In July 1944, staff photographer Frank Scherschel from Life Magazine was on assignment in Europe. He was in France covering the Battle of Normandy with the US Army and during the battle of St-Lô was able to get airborne in an L-Bird to get some aerial pictures.
Reproduced here, they can be found with millions of others in the Life Magazine Archives http://images.google.com/hosted/life – I found them via Facebook and have asked Life for permission to reproduce with no reply…so this post could disappear at any time – get ’em while they’re hot!
History does not recall whether Frank flew in a Cub like ours (L4), or one of the other types. Here is a typical field location with an L4 taking off and a Stinson L5 parked. The 46 code on our aircraft represents the 79th Infantry Division. The 44 on the L5 signifies the 30th “Old Hickory” Infantry Division, which “spearheaded the St-Lô breakthrough of Operation Cobra” (according to Wikipedia!) – this was the start of the breakout from the Normandy beachhead, which up until this time had been about 80 miles wide and only about 25 miles deep.
Most L-Bird fields were just fields like this. Narrow and short, but they managed:
A typical view of US troops from above – M3 Halftrack, jeeps and a couple of motorbikes. This is La Perrine, between St-Jean de Daye and Pont Hébert, to the north of St-Lô:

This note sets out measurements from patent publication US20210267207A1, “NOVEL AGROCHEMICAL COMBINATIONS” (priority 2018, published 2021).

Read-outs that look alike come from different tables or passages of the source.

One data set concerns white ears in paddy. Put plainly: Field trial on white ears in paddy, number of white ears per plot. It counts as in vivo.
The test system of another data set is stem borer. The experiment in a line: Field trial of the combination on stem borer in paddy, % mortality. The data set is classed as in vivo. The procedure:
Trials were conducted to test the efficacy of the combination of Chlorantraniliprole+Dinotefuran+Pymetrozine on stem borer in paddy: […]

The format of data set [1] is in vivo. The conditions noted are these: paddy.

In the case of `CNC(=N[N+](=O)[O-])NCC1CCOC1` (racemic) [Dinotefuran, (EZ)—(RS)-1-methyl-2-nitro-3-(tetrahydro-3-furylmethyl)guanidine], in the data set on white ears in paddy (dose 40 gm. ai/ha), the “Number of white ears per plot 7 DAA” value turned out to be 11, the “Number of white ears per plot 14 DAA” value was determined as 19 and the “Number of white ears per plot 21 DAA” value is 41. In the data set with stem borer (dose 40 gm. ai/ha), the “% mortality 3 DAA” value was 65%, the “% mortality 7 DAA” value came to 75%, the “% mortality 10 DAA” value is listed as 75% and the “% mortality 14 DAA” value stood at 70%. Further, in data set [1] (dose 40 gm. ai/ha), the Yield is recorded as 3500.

…and here’s the location today, courtesy of Google Earth. There have been some changes, but it’s still recognisable as the same place:
Another small hamlet with church, which didn’t fare so well:
A ruined industrial building:
A Norman château which has seen some fighting, although some of the buildings seem intact:
Another which wasn’t as lucky:
Typical bocage countryside. Excellent defenders territory, but for the attackers, once they took one hedge, the next one was only 75 yards away. It was a slow and laborious process to make headway, and if adjacent units were slower to advance it left your flanks exposed. The Germans, being masters of the counter-attack, were quick to exploit any advantage, as many allied units found out to their cost:
A supply convoy making its way forward through the fields:
An armoured unit spread over several fields. From above it looks quite simple, but from ground level it could be a claustrophobic nightmare of small fields, tall hedges, sunken roads and confusion:
The aftermath of an artillery strike:
The enemy…knocked out and abandoned Tiger and Panther tanks, and what might be a StuG 111 assault gun, probably of the Panzer Lehr Division, and possibly near the village of Le Dézert after a failed counterattack on 10 July against the 9th and 30th Infantry Divisions. The boundaries between units are always weak points ripe for exploitation in an attack. In this case 30 of Panzer Lehr‘s tanks were knocked out by US M10 tank destroyers and the remainder withdrew over the Vire canal:
The same field from another angle. Note the other vehicles tucked into the hedgerows and sadly bottom right an innocent herd of cows killed in the action:
Excellent photographs showing why the Piper Cub and other L-Birds are such good photo platforms. It’s more peaceful today, but it is a privilege to own and fly a piece of history:
If you do get sucked into browsing the Life archives, don’t blame me…you may be in there a while!